The very public resignationof a mid-level Goldman Sachs executive – which erupted on The New York Times Op Ed page Wednesday – has all the elements of a rippin’ good yarn.
Fans of both potboilers and highbrow drama need look no further than Page One to find the roles and techniques of classic storytelling, leveraged for generations by playwrights, novelists and filmmakers. The Goldman Sachs storyhas it all – a lone protagonist demanding accountability from a powerful entity, with a healthy dose of personal sacrifice, greed, bureaucracy, questionable ethics and dramatic revelations. Think Shakespeare’s Hamlet, Julia Robert’s Erin Brockovich or George Clooney’s Michael Clayton and you get the idea.
While we can’t begin to know the real details and motivation behind the Goldman Sachs story, it is clear that the major players have quickly fallen into defined roles in the daily drama the news media crafts each day. Complex narratives are distilled into broad concepts for easy audience consumption – black and white, good versus evil, guilty or innocent.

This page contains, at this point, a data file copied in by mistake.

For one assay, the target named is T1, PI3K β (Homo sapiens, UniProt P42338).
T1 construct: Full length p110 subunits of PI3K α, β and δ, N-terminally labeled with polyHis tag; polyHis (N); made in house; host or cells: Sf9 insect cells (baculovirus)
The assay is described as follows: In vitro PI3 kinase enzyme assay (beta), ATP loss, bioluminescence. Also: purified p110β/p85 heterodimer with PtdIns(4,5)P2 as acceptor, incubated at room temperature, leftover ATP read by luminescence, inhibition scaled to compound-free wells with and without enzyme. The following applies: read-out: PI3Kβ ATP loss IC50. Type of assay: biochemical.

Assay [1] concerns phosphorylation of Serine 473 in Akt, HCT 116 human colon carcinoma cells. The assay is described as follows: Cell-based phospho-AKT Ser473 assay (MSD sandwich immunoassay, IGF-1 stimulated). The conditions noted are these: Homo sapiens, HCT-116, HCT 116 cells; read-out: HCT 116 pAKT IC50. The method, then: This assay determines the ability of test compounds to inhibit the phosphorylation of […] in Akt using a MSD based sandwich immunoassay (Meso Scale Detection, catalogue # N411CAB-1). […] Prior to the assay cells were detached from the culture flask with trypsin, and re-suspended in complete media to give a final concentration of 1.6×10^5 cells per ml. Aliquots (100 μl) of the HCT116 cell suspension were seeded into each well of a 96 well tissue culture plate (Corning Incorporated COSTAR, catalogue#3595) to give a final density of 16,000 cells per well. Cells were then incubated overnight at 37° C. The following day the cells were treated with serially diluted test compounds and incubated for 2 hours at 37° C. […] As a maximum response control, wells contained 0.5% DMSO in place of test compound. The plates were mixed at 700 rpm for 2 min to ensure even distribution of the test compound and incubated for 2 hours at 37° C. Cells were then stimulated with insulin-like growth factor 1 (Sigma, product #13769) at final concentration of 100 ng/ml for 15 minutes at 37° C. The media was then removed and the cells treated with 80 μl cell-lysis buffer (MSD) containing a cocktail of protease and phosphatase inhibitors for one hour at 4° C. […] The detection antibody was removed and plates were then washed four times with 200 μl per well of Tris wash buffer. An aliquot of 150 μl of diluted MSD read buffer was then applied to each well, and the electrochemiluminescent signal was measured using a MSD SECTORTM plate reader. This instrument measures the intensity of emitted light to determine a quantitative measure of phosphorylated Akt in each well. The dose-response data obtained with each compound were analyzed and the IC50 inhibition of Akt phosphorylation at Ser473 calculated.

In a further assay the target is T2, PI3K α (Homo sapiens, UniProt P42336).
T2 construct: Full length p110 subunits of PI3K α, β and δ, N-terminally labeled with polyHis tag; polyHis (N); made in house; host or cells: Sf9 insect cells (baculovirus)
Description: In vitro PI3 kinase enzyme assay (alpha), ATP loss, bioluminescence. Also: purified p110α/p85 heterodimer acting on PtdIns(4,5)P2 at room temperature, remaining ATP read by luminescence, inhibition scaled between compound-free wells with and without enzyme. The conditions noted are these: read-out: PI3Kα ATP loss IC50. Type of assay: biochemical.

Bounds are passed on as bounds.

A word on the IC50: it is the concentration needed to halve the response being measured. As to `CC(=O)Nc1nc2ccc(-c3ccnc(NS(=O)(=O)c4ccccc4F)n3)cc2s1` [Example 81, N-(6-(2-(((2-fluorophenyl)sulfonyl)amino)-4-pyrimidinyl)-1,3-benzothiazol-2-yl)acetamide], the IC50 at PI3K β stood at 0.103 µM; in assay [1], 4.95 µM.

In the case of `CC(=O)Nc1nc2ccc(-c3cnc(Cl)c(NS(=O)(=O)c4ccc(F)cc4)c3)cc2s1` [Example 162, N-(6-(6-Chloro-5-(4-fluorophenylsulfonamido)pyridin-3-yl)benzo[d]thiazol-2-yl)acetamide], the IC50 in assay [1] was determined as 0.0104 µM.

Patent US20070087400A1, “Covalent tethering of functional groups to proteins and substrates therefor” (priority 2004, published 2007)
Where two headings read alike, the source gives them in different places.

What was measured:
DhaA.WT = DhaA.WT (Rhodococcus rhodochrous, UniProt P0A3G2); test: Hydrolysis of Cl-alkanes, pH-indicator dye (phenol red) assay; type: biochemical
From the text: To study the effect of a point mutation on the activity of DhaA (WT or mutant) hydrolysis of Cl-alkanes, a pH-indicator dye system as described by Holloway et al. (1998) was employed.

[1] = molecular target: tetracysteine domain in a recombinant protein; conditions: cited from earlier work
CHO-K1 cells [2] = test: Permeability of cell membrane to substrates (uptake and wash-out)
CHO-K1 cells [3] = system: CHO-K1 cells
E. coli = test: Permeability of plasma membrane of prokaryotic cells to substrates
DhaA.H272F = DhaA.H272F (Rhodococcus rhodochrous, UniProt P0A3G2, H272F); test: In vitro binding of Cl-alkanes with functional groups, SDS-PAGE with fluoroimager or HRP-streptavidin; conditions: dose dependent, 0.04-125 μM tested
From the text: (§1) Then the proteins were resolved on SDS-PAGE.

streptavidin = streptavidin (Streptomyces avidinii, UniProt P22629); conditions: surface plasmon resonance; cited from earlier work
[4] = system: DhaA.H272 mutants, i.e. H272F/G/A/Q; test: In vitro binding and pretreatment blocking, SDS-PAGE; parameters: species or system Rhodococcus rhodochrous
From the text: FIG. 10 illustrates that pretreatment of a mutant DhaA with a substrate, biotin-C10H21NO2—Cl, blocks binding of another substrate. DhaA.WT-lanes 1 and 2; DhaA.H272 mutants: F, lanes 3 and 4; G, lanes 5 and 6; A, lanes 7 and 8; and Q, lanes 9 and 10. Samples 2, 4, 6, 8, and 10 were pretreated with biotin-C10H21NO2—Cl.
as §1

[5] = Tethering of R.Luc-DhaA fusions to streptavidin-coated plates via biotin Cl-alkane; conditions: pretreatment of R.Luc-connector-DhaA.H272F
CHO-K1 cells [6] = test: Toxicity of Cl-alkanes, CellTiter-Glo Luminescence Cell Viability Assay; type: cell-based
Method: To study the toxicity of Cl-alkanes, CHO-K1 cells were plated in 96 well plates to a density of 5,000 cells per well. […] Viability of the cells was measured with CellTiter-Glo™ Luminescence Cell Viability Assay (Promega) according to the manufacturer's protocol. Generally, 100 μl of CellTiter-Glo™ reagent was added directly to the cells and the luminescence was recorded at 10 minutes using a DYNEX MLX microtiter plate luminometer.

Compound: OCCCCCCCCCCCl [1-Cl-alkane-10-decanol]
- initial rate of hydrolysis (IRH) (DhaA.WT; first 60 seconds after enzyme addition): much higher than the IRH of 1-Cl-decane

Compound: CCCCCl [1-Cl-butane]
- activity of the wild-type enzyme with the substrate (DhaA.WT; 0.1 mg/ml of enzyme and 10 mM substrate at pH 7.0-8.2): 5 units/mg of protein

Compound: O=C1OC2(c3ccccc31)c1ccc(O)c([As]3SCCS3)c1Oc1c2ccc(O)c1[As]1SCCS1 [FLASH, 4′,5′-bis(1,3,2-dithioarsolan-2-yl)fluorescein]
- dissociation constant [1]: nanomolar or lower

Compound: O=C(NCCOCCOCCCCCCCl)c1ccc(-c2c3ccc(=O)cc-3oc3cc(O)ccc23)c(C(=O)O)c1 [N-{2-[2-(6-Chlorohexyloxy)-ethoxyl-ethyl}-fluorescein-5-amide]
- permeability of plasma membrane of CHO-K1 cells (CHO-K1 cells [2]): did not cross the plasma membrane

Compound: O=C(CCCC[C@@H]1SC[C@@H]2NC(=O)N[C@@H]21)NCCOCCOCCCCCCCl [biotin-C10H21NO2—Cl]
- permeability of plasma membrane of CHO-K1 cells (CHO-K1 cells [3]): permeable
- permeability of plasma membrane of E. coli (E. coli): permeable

In reading the coverage, one can’t help but notice that the narrative offered by the individual employee is far more compelling than the corporate voice. It’s not surprising. More often than not, corporations will typically find themselves placed in the role of antagonist. The situation gets aggravated when the company defaults to “corporate speak” in press coverage. The audience automatically identifies with the individual and the emotional appeal of that deeply personal point-of-view. The corporation, by comparison, sounds cold and sterile. And, the classic roles of hero and villain are reinforced once again.
It’s too bad, because corporations are actually made up of individuals who believe in what they do and have a deep personal commitment to their work. But corporations need to realize that they are always speaking to an audience which seeks an emotional connection, be it in fiction, drama or the real-life media. A press statement does more to reinforce stereotypical storytelling archetypes than it does to advance the drama to a mutually satisfying conclusion. A deeply personal response does far more to captivate an audience.
If you find yourself cast in the next media drama de jour, which role would you like to play?
Tom Barritt is a partner at Ketchum and is managing director of Ketchum’s Communications Training Network. For more than 20 years, he has worked with brands and corporations to find their voice in all types of public communication interactions.